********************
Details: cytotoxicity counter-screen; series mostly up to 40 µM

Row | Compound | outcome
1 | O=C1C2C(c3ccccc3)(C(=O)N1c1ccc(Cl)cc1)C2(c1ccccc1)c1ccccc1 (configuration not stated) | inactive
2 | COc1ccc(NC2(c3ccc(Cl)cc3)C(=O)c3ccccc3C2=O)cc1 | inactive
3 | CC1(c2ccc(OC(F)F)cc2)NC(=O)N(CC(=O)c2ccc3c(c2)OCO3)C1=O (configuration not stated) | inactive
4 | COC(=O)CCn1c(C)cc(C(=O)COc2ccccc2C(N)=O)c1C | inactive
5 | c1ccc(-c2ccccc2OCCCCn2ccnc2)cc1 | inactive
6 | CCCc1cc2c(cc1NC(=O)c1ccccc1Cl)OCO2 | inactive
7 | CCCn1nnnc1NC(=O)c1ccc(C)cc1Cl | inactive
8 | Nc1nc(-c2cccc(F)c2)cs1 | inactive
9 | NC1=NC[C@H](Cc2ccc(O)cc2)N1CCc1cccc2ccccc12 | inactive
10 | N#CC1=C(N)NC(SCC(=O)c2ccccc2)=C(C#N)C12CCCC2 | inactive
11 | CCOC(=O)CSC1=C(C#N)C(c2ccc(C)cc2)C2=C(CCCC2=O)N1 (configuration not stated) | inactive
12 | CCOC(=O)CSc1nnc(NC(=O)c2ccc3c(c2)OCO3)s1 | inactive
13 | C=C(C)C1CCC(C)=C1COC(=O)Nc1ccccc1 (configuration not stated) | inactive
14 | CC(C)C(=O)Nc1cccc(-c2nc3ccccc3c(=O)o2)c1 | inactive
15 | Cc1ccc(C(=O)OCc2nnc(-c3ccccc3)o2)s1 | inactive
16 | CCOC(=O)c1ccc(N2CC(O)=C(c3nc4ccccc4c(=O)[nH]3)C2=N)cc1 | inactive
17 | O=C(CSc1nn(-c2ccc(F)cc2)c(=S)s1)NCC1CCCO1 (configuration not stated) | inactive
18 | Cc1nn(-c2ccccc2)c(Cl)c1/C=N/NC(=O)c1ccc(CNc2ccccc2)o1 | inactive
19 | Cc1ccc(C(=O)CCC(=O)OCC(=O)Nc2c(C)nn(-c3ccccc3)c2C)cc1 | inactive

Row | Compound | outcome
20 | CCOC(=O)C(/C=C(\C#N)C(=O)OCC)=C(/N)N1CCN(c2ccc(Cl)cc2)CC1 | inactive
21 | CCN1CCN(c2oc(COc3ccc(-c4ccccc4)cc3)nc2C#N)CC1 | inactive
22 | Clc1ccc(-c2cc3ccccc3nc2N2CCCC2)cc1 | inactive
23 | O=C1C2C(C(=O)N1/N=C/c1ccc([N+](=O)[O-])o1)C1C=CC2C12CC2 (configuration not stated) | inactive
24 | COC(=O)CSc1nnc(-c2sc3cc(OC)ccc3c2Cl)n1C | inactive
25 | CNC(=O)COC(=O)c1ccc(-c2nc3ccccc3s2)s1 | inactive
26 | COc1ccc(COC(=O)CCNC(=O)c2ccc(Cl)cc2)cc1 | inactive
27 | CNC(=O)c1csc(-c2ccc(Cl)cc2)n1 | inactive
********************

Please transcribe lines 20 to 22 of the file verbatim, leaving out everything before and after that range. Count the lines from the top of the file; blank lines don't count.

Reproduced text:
18 | Cc1nn(-c2ccccc2)c(Cl)c1/C=N/NC(=O)c1ccc(CNc2ccccc2)o1 | inactive
19 | Cc1ccc(C(=O)CCC(=O)OCC(=O)Nc2c(C)nn(-c3ccccc3)c2C)cc1 | inactive

Row | Compound | outcome